Fantastic Four
At least this finally feels like a superhero movie and we have some glimpses of the comic book heroes. I'll give it a chance, because I loved the director's previous film Chronicle, but I'm worried this will be another weak adaptation of what should be one of the greatest superpowered teams out there.  Too bad Marvel isn't calling all the shots.  Maybe someday.




Jurassic World
It has moments that remind me a lot of the first Jurassic Park, much moreso than the sequels that followed. It also has some silly nonsense, such as seemingly domesticated velociraptors. We'll see which way this goes.



Mad Max: Fury Road
This new trailer came out a couple of weeks ago, but I only saw it the other day. It looks intense and epic.



Marvel's Avengers: Age of Ultron
The first Avengers movie broke all records, and judging by what we've seen so far, this sequel might be even better, offering each superhero their moment to shine.



Star Wars: The Force Awakens
Judging by these first glimpses (first the teaser, now the full trailer), J.J. Abrams seems to have perfectly captured the feel of the original trilogy, but then again, I thought the same when I first saw the trailer for The Phantom Menace, so who knows? Right now, though, this has managed to generate enormous buzz. Christmas can't arrive fast enough.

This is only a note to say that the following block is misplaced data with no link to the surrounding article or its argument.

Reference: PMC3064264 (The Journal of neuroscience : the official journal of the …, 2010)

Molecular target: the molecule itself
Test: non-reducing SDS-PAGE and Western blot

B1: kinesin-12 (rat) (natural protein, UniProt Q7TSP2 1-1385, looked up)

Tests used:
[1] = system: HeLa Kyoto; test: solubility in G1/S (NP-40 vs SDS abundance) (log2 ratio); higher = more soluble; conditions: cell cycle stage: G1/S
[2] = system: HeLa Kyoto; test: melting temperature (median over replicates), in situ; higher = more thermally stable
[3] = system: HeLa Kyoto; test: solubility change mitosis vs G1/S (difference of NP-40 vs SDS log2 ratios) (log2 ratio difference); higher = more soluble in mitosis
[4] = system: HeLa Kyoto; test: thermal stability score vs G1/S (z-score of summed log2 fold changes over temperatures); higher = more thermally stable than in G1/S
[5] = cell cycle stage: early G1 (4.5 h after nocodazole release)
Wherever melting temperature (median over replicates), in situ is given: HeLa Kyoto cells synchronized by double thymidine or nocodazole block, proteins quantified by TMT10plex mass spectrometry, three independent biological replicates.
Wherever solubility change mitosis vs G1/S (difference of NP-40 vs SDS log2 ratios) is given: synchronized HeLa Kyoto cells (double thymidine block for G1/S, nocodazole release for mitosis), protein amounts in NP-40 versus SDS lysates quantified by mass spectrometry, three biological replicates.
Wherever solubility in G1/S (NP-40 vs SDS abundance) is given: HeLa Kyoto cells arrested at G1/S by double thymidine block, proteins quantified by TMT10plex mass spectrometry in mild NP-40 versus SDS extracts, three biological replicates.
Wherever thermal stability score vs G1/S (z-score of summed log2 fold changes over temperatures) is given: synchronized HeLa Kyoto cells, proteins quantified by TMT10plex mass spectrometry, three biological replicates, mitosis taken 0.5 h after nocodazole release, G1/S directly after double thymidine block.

Terminator: Genisys
I like the twists and turns they've revealed so far.  This might actually capture the fun that's been missing since Terminator 2: Judgment Day.

Wait, there's more.



Childhood's End
Arthur C. Clarke's classic is coming to Syfy.


Star Wars: Rogue One
And finally there was a bootleg version of the teaser for the first Anthology Star Wars film, a prequel to A New Hope, revealing how the plans to the Death Star were stolen, the first step in the Rebel Alliance's eventual defeat of the evil Empire.

What do you think? Are you as excited as I am?

Sunday, April 19, 2015

Some Highlights of the 2015 Tribeca Film Festival

I'm glad to see the continuing success of the Tribeca Film Festival.  Created after the 9/11 attack, it has fulfilled its goal to give a financial lift to lower Manhattan, and it's brought some excellent cinema to our city. Here are just some of the many highlights from this year's event, which runs through April 26, 2015.

The Adderall Diaries -- A drug-addicted writer reaches a low point when his estranged father resurfaces, claiming that his son's successful writing is based on fabrications.  Starring James Franco, Amber Heard, Ed Harris, and Cynthia Nixon.

Aloft -- A struggling mother encounters the son she abandoned twenty years ago. Starring Jennifer Connelly and Cillian Murphy.